Quick and Dirty Kimchi

I’m a bit late to get on board the Kimchi bandwagon, but better late than never I say. I call this a quick and dirty version because it takes no more than ten minutes work all up (though it does take a bit of waiting between steps), and it’s far from authentic – using a blend of chilli powder, flakes and paprika in an attempt to come close to the sweet and smoky depth of flavour of traditional korean chilli powder (guchugaru).



1 wombok (aka napa cabbage, chinese cabbage)
1 cup water
1/4 cup salt

4 spring onions
1 small red onion

Spice paste:
2 tsp minced garlic
1 tsp minced ginger
2 Tbs fish sauce
1 Tbs sugar
2 Tbs chilli powder
1 tsp chilli flakes
1 tsp sweet paprika
1/2 tsp smoked paprika

Peel the outer leaves from the wombok, then split lengthwise. ┬áCut each half into four long wedges (lengthwise still) then cut across into ‘square’ pieces. Mix together the water and salt, then toss with the cabbage in a large bowl until thoroughly combined. Leave, covered for at least a few hours, until the cabbage is looking wilted. I left mine overnight. Rinse well and drain. You might want to taste for saltiness and rinse again, or even soak in some clean water for a few minutes, especially if you’ve left it for a long time like I did. You want the cabbage somewhat salty, but not so much that it shrivels your tongue like a raisin.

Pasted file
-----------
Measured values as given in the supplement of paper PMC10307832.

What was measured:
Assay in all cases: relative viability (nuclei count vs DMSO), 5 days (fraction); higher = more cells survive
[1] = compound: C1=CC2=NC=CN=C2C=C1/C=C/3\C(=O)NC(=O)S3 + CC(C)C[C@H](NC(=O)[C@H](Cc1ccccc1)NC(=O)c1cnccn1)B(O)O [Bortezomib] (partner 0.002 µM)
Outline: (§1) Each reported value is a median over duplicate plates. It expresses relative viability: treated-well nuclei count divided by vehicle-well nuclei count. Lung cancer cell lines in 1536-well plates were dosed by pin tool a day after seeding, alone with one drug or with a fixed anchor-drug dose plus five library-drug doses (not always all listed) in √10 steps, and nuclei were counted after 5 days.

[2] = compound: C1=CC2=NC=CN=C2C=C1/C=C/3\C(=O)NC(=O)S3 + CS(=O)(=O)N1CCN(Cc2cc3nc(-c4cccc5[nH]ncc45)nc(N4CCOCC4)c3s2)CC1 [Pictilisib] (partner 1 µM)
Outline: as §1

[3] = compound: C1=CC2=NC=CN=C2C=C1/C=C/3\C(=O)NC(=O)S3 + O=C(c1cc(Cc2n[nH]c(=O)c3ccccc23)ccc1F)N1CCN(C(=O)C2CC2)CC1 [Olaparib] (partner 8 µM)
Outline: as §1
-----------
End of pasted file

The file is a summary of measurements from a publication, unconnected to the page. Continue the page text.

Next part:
While the cabbage is draining, mix together the spice paste. Return cabbage to the rinsed out bowl, add the spice paste, then mix thoroughly. If you don’t mind smelling of garlic and fish sauce for the rest of the day, get your hands in and rub the paste into the cabbage. Transfer to glass jars, and leave on the kitchen bench for up to 48 hours to begin the fermentation process. You can eat your kimchi now, or store in the fridge for a few months. It will keep fermenting slowly over time, and the flavour will develop and deepen. And, to be honest, I started nibbling as soon as the kimchi was mixed and in jars, and it was delicious then too.


I first made this batch without the chilli flakes and paprika. The flavours are lovely and bright, and still spicy. I saved a small jar and added the extras to the rest of the batch. Including the paprika gives it a little more depth – feel free to try both and play with proportions. You know your tastebuds best.

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